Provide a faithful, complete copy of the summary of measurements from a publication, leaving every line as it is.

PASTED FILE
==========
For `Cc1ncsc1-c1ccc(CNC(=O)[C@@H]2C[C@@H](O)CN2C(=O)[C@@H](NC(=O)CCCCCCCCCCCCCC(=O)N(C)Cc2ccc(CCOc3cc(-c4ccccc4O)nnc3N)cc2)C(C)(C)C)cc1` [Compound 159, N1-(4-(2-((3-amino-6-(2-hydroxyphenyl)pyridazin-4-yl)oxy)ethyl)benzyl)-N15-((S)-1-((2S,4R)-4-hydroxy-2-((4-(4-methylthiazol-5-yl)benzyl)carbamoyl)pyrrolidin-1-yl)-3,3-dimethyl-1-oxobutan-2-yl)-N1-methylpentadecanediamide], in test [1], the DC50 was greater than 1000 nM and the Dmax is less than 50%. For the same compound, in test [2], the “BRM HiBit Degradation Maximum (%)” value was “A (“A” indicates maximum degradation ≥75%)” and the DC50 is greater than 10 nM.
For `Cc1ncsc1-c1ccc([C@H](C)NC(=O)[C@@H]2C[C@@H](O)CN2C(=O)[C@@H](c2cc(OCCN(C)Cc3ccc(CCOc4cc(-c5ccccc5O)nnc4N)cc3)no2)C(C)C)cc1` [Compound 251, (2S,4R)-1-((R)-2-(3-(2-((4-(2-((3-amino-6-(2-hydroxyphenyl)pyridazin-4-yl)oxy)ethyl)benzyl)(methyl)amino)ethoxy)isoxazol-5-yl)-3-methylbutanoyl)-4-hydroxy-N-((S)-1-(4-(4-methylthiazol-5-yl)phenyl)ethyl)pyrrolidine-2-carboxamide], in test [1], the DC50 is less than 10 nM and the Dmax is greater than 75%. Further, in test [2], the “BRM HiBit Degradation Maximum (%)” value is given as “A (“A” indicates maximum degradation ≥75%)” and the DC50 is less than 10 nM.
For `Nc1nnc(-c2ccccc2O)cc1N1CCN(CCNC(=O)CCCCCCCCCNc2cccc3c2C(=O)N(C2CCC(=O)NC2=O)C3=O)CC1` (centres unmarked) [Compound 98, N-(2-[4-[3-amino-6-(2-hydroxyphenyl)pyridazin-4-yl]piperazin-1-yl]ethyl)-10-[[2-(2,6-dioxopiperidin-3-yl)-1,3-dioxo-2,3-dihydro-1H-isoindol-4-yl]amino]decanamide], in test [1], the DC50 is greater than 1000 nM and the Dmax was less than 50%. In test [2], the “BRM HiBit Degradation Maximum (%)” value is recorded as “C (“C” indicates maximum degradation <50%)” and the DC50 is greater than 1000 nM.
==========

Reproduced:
For `Cc1ncsc1-c1ccc(CNC(=O)[C@@H]2C[C@@H](O)CN2C(=O)[C@@H](NC(=O)CCCCCCCCCCCCCC(=O)N(C)Cc2ccc(CCOc3cc(-c4ccccc4O)nnc3N)cc2)C(C)(C)C)cc1` [Compound 159, N1-(4-(2-((3-amino-6-(2-hydroxyphenyl)pyridazin-4-yl)oxy)ethyl)benzyl)-N15-((S)-1-((2S,4R)-4-hydroxy-2-((4-(4-methylthiazol-5-yl)benzyl)carbamoyl)pyrrolidin-1-yl)-3,3-dimethyl-1-oxobutan-2-yl)-N1-methylpentadecanediamide], in test [1], the DC50 was greater than 1000 nM and the Dmax is less than 50%. For the same compound, in test [2], the “BRM HiBit Degradation Maximum (%)” value was “A (“A” indicates maximum degradation ≥75%)” and the DC50 is greater than 10 nM.
For `Cc1ncsc1-c1ccc([C@H](C)NC(=O)[C@@H]2C[C@@H](O)CN2C(=O)[C@@H](c2cc(OCCN(C)Cc3ccc(CCOc4cc(-c5ccccc5O)nnc4N)cc3)no2)C(C)C)cc1` [Compound 251, (2S,4R)-1-((R)-2-(3-(2-((4-(2-((3-amino-6-(2-hydroxyphenyl)pyridazin-4-yl)oxy)ethyl)benzyl)(methyl)amino)ethoxy)isoxazol-5-yl)-3-methylbutanoyl)-4-hydroxy-N-((S)-1-(4-(4-methylthiazol-5-yl)phenyl)ethyl)pyrrolidine-2-carboxamide], in test [1], the DC50 is less than 10 nM and the Dmax is greater than 75%. Further, in test [2], the “BRM HiBit Degradation Maximum (%)” value is given as “A (“A” indicates maximum degradation ≥75%)” and the DC50 is less than 10 nM.
For `Nc1nnc(-c2ccccc2O)cc1N1CCN(CCNC(=O)CCCCCCCCCNc2cccc3c2C(=O)N(C2CCC(=O)NC2=O)C3=O)CC1` (centres unmarked) [Compound 98, N-(2-[4-[3-amino-6-(2-hydroxyphenyl)pyridazin-4-yl]piperazin-1-yl]ethyl)-10-[[2-(2,6-dioxopiperidin-3-yl)-1,3-dioxo-2,3-dihydro-1H-isoindol-4-yl]amino]decanamide], in test [1], the DC50 is greater than 1000 nM and the Dmax was less than 50%. In test [2], the “BRM HiBit Degradation Maximum (%)” value is recorded as “C (“C” indicates maximum degradation <50%)” and the DC50 is greater than 1000 nM.